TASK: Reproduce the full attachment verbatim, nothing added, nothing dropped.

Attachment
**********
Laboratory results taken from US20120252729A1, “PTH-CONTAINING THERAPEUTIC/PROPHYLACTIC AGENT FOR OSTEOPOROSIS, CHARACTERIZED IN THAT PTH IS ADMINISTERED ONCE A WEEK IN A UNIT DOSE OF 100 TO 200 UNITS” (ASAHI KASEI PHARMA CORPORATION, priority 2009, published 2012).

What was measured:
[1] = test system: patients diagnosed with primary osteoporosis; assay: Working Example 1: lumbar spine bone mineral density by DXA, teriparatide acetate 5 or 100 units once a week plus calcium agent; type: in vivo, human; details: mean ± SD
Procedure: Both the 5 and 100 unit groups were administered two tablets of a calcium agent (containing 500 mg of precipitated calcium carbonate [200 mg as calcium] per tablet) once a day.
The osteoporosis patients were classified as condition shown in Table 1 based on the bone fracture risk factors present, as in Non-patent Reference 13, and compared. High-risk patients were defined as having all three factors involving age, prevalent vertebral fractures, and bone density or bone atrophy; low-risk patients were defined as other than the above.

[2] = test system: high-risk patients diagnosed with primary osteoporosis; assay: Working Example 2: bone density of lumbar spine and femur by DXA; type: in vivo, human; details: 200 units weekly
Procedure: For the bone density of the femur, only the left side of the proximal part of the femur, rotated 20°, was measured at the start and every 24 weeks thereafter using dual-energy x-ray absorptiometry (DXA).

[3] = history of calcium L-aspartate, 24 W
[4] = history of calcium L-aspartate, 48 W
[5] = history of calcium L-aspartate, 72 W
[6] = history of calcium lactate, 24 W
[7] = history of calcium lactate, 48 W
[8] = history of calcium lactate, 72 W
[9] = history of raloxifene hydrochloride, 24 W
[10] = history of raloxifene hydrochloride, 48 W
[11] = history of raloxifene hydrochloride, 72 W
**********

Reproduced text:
Laboratory results taken from US20120252729A1, “PTH-CONTAINING THERAPEUTIC/PROPHYLACTIC AGENT FOR OSTEOPOROSIS, CHARACTERIZED IN THAT PTH IS ADMINISTERED ONCE A WEEK IN A UNIT DOSE OF 100 TO 200 UNITS” (ASAHI KASEI PHARMA CORPORATION, priority 2009, published 2012).

What was measured:
[1] = test system: patients diagnosed with primary osteoporosis; assay: Working Example 1: lumbar spine bone mineral density by DXA, teriparatide acetate 5 or 100 units once a week plus calcium agent; type: in vivo, human; details: mean ± SD
Procedure: Both the 5 and 100 unit groups were administered two tablets of a calcium agent (containing 500 mg of precipitated calcium carbonate [200 mg as calcium] per tablet) once a day.
The osteoporosis patients were classified as condition shown in Table 1 based on the bone fracture risk factors present, as in Non-patent Reference 13, and compared. High-risk patients were defined as having all three factors involving age, prevalent vertebral fractures, and bone density or bone atrophy; low-risk patients were defined as other than the above.

[2] = test system: high-risk patients diagnosed with primary osteoporosis; assay: Working Example 2: bone density of lumbar spine and femur by DXA; type: in vivo, human; details: 200 units weekly
Procedure: For the bone density of the femur, only the left side of the proximal part of the femur, rotated 20°, was measured at the start and every 24 weeks thereafter using dual-energy x-ray absorptiometry (DXA).

[3] = history of calcium L-aspartate, 24 W
[4] = history of calcium L-aspartate, 48 W
[5] = history of calcium L-aspartate, 72 W
[6] = history of calcium lactate, 24 W
[7] = history of calcium lactate, 48 W
[8] = history of calcium lactate, 72 W
[9] = history of raloxifene hydrochloride, 24 W
[10] = history of raloxifene hydrochloride, 48 W
[11] = history of raloxifene hydrochloride, 72 W